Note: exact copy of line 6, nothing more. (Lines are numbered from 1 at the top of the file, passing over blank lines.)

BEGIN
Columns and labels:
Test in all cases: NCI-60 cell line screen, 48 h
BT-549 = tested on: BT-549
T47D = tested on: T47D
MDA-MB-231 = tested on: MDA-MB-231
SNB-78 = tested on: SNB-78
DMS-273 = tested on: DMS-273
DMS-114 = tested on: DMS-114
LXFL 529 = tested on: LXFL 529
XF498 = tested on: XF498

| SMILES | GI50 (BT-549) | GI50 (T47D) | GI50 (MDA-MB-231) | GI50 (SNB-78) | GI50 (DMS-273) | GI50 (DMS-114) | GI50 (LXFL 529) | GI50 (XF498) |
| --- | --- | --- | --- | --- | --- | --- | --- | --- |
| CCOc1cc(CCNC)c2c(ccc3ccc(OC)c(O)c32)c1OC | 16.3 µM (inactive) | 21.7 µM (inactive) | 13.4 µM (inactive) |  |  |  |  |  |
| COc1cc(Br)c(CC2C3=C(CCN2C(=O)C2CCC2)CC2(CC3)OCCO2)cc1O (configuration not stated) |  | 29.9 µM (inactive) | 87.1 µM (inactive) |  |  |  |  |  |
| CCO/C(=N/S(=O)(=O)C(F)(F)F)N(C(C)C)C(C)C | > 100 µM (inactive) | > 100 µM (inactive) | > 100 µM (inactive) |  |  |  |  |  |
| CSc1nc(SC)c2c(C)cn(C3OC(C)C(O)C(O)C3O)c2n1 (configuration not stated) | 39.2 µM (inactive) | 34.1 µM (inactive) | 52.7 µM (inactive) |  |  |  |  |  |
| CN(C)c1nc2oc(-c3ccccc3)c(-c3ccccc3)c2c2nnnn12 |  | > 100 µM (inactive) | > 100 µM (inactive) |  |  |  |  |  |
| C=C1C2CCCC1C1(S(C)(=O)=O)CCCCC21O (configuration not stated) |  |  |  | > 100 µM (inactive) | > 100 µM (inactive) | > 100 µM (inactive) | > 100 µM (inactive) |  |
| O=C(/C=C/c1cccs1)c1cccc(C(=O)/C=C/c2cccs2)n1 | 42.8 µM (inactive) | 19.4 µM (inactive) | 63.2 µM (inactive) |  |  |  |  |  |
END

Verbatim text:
SNB-78 = tested on: SNB-78